April 17, 2017
A couple of days ago I discovered “home movies” (DVDs I burned onto my Mac and loaded into iTunes) were no longer are accessible on my iPad. I also noticed the Video app is now the TV app on my iPad. This is not acceptable! In a few days we are embarking on a Road Trip with our 4 1/2 year old Grandson. We must have Thomas the Train, Go Diego, and other classics on the iPad or Grandson will not be happy and thus we won’t be happy.
After tiring of banging my head against the Apple Knows Best wall I gave up on the TV app and searched for alternatives.
Joy! I discovered VLC has an IOS app. I installed it and after resorting to reading the short introduction screen was able to download “home videos” to my heart’s content. The process is simple:
- Start VLC
- Enable Sharing via WiFi
- Enter the URL displayed directly under Sharing via WiFi in your browser’s address window
- Drag “home videos” to the browser window
VLC is now one of y must have apps on my IOS devices.
March 4, 2017
LiquidText is an innovative IOS application with a single purpose that is to review PDF documents. The user interface is unlike any other PDF reader I have used. The screen is split into two side by side panes. The left pane holds the PDF document and the right pane holds the Workspace.
LiquidText’s basic Use Case is to highlight text. Next the user can choose a highlight color, drag the highlighted text to the workspace, or insert a comment. With LiquidText you can move the highlights and comments around and/or group them as you desire.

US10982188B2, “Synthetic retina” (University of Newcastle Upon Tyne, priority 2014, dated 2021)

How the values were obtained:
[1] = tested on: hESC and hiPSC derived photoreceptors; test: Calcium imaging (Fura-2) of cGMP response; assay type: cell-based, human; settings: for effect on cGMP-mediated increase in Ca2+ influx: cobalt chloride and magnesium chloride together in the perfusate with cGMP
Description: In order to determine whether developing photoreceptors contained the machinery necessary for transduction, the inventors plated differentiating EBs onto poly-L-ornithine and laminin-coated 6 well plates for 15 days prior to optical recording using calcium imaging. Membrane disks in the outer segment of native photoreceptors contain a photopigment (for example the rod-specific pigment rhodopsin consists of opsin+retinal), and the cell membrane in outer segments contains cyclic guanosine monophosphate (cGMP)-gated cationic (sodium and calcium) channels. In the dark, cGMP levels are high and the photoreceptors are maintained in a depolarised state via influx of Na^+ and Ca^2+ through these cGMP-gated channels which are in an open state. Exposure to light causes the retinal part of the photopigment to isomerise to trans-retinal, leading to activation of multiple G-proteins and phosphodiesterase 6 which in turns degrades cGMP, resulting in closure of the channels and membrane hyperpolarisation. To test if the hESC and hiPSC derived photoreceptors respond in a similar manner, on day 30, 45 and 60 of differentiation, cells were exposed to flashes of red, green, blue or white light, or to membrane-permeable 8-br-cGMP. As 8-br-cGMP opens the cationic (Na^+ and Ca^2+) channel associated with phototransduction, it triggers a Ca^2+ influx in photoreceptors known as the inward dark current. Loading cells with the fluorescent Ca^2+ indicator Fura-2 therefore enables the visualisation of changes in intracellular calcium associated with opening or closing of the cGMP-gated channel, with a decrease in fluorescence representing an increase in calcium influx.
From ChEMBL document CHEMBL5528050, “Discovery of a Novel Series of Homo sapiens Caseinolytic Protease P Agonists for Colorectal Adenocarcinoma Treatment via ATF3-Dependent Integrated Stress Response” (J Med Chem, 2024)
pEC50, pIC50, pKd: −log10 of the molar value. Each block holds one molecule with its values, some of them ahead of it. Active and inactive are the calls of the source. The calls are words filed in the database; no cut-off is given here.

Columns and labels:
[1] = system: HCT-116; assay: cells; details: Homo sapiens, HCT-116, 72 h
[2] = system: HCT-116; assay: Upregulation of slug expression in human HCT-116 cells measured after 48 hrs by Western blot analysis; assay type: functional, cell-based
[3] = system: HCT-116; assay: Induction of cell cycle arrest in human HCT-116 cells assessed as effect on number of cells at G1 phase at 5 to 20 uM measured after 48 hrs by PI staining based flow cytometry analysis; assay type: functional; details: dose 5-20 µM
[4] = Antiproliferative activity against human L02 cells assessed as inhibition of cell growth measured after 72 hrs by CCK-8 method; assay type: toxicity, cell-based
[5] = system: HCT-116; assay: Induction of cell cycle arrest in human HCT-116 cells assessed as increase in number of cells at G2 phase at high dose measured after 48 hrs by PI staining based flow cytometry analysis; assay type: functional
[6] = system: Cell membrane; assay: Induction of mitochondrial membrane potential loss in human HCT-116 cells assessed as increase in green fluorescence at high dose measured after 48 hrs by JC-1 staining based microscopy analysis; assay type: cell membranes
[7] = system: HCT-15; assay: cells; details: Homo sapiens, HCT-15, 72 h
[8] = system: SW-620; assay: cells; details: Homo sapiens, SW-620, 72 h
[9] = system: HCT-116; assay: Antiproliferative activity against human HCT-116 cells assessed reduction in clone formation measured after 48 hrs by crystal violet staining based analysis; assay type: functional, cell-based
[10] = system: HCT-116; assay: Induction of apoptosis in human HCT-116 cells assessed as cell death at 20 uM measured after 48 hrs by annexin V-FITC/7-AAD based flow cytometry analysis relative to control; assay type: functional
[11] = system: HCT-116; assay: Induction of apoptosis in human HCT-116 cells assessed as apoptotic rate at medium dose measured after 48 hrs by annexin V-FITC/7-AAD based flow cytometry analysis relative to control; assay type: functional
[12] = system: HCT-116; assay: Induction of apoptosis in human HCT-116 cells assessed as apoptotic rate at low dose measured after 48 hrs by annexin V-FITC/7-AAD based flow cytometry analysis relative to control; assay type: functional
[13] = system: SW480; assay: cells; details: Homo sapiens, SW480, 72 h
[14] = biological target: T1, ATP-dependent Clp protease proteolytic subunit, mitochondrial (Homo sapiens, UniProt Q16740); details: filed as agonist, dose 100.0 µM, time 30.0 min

Another really cool feature is the capability to pinch the document to view widely separated portions of the document.
LiquidText integrates with iCloud, Dropbox, Box, and One Drive.
You can export and share documents from LiquidText with or without the Workspace displayed. If desired you can also just export the Workspace.
I’m using Liquid Text on my iPad to read/review articles from the web. Using the Workflow app with one touch I create a PDF version of the web article and save it to Dropbox. Then, with LiquidText I review the article later at my leisure. I prefer this method to read later services because I can highlight and comment on sections I find interesting.
LiquidText has a paid version. It gives you the ability to combine multiple document reviews and adds more highlight colors. I have not seen the need to spring for the paid version. However, if I keep using the app as often as I do now I probably will just to support the developers.
Finally, I really wanted to include some visuals, but still trying to figure out how on the iPad. For now just go to the developer’s web site at: liquidText